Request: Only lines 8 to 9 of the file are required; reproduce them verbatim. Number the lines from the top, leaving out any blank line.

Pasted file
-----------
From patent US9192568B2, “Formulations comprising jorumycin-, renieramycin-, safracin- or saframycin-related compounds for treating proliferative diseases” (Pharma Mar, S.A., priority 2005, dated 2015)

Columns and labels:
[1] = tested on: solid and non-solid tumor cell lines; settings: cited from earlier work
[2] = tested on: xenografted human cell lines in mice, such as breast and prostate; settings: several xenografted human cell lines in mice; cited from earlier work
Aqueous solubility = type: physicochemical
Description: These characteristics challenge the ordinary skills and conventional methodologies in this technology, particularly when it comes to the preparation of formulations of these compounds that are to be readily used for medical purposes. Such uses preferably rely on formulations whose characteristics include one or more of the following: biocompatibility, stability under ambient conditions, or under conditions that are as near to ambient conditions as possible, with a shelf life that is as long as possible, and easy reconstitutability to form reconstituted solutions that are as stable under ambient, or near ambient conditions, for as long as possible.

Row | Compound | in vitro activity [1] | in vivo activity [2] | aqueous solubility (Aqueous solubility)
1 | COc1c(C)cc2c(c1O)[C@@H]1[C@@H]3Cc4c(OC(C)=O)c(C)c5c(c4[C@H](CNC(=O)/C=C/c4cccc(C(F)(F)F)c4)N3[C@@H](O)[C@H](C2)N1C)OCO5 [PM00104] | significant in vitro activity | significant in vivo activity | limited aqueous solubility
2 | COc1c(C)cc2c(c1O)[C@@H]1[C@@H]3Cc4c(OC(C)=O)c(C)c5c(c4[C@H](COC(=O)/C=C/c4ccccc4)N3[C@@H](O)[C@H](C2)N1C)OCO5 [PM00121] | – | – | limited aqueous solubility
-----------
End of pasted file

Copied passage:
1 | COc1c(C)cc2c(c1O)[C@@H]1[C@@H]3Cc4c(OC(C)=O)c(C)c5c(c4[C@H](CNC(=O)/C=C/c4cccc(C(F)(F)F)c4)N3[C@@H](O)[C@H](C2)N1C)OCO5 [PM00104] | significant in vitro activity | significant in vivo activity | limited aqueous solubility
2 | COc1c(C)cc2c(c1O)[C@@H]1[C@@H]3Cc4c(OC(C)=O)c(C)c5c(c4[C@H](COC(=O)/C=C/c4ccccc4)N3[C@@H](O)[C@H](C2)N1C)OCO5 [PM00121] | – | – | limited aqueous solubility